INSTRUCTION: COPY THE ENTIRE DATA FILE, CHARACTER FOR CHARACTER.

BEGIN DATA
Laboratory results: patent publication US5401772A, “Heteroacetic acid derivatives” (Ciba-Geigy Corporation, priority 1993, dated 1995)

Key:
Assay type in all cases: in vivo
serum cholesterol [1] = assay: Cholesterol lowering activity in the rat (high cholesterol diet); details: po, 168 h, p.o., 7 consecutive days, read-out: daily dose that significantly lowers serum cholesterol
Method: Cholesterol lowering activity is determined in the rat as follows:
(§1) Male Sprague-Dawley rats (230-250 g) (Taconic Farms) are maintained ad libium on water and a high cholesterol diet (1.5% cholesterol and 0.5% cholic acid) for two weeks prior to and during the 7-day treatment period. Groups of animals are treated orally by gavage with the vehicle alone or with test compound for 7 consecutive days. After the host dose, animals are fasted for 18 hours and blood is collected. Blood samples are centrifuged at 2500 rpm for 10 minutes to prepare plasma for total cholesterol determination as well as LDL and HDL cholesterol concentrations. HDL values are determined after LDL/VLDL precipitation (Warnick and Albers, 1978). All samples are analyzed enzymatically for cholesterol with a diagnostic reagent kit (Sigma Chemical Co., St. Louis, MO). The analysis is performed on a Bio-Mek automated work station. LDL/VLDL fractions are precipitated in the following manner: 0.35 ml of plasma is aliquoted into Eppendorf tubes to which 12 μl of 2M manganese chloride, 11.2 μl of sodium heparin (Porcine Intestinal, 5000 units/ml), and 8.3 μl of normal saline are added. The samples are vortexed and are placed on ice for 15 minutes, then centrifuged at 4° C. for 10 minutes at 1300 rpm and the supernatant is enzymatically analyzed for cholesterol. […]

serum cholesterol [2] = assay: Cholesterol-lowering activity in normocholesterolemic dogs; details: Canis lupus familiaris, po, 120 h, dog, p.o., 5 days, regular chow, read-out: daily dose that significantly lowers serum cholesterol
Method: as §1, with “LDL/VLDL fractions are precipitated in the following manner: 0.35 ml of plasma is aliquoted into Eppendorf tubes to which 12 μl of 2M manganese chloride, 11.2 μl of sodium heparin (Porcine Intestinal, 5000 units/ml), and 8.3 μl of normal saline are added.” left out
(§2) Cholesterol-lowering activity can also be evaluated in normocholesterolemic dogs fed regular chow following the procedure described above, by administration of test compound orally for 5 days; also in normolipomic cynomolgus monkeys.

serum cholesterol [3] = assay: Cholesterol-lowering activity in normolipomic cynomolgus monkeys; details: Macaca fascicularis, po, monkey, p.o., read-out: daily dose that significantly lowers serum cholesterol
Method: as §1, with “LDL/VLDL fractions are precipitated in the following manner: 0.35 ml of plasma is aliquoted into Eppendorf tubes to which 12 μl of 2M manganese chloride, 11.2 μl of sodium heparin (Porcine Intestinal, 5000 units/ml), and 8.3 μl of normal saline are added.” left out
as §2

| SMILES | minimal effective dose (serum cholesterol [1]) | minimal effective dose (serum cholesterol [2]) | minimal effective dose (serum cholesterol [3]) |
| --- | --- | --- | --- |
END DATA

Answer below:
Laboratory results: patent publication US5401772A, “Heteroacetic acid derivatives” (Ciba-Geigy Corporation, priority 1993, dated 1995)

Key:
Assay type in all cases: in vivo
serum cholesterol [1] = assay: Cholesterol lowering activity in the rat (high cholesterol diet); details: po, 168 h, p.o., 7 consecutive days, read-out: daily dose that significantly lowers serum cholesterol
Method: Cholesterol lowering activity is determined in the rat as follows:
(§1) Male Sprague-Dawley rats (230-250 g) (Taconic Farms) are maintained ad libium on water and a high cholesterol diet (1.5% cholesterol and 0.5% cholic acid) for two weeks prior to and during the 7-day treatment period. Groups of animals are treated orally by gavage with the vehicle alone or with test compound for 7 consecutive days. After the host dose, animals are fasted for 18 hours and blood is collected. Blood samples are centrifuged at 2500 rpm for 10 minutes to prepare plasma for total cholesterol determination as well as LDL and HDL cholesterol concentrations. HDL values are determined after LDL/VLDL precipitation (Warnick and Albers, 1978). All samples are analyzed enzymatically for cholesterol with a diagnostic reagent kit (Sigma Chemical Co., St. Louis, MO). The analysis is performed on a Bio-Mek automated work station. LDL/VLDL fractions are precipitated in the following manner: 0.35 ml of plasma is aliquoted into Eppendorf tubes to which 12 μl of 2M manganese chloride, 11.2 μl of sodium heparin (Porcine Intestinal, 5000 units/ml), and 8.3 μl of normal saline are added. The samples are vortexed and are placed on ice for 15 minutes, then centrifuged at 4° C. for 10 minutes at 1300 rpm and the supernatant is enzymatically analyzed for cholesterol. […]

serum cholesterol [2] = assay: Cholesterol-lowering activity in normocholesterolemic dogs; details: Canis lupus familiaris, po, 120 h, dog, p.o., 5 days, regular chow, read-out: daily dose that significantly lowers serum cholesterol
Method: as §1, with “LDL/VLDL fractions are precipitated in the following manner: 0.35 ml of plasma is aliquoted into Eppendorf tubes to which 12 μl of 2M manganese chloride, 11.2 μl of sodium heparin (Porcine Intestinal, 5000 units/ml), and 8.3 μl of normal saline are added.” left out
(§2) Cholesterol-lowering activity can also be evaluated in normocholesterolemic dogs fed regular chow following the procedure described above, by administration of test compound orally for 5 days; also in normolipomic cynomolgus monkeys.

serum cholesterol [3] = assay: Cholesterol-lowering activity in normolipomic cynomolgus monkeys; details: Macaca fascicularis, po, monkey, p.o., read-out: daily dose that significantly lowers serum cholesterol
Method: as §1, with “LDL/VLDL fractions are precipitated in the following manner: 0.35 ml of plasma is aliquoted into Eppendorf tubes to which 12 μl of 2M manganese chloride, 11.2 μl of sodium heparin (Porcine Intestinal, 5000 units/ml), and 8.3 μl of normal saline are added.” left out
as §2

| SMILES | minimal effective dose (serum cholesterol [1]) | minimal effective dose (serum cholesterol [2]) | minimal effective dose (serum cholesterol [3]) |
| --- | --- | --- | --- |